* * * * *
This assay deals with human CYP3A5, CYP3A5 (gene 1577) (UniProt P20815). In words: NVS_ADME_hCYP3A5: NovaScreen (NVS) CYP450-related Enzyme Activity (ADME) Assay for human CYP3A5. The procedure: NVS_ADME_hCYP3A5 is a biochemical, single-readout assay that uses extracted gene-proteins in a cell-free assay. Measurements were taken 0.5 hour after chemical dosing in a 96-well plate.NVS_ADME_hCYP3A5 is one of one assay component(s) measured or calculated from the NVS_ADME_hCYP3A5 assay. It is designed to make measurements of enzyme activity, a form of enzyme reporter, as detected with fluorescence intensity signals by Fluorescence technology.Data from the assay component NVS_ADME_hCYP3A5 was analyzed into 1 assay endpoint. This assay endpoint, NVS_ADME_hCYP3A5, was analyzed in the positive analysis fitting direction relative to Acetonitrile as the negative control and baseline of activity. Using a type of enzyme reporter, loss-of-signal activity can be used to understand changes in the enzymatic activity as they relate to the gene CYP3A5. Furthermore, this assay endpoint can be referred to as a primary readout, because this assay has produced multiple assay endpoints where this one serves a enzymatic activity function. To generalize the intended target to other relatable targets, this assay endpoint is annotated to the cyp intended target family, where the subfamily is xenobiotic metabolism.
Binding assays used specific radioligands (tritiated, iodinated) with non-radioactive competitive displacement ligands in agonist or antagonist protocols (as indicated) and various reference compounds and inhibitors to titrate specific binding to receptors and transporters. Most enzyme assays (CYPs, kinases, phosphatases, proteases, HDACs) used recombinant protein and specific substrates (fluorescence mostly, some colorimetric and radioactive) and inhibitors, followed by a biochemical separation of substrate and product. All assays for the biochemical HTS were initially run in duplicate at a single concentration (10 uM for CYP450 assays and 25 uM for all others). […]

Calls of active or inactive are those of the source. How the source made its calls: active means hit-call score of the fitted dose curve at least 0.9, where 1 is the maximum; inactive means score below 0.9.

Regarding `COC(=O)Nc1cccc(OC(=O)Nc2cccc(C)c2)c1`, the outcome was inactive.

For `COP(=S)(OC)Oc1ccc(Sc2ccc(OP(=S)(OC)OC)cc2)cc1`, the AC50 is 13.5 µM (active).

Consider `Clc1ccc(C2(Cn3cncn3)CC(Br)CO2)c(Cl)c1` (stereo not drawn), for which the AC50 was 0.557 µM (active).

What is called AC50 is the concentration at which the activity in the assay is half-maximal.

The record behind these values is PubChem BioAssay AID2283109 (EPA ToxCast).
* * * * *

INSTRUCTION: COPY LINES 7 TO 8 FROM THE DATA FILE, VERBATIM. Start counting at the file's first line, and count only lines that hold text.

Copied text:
What is called AC50 is the concentration at which the activity in the assay is half-maximal.

The record behind these values is PubChem BioAssay AID2283109 (EPA ToxCast).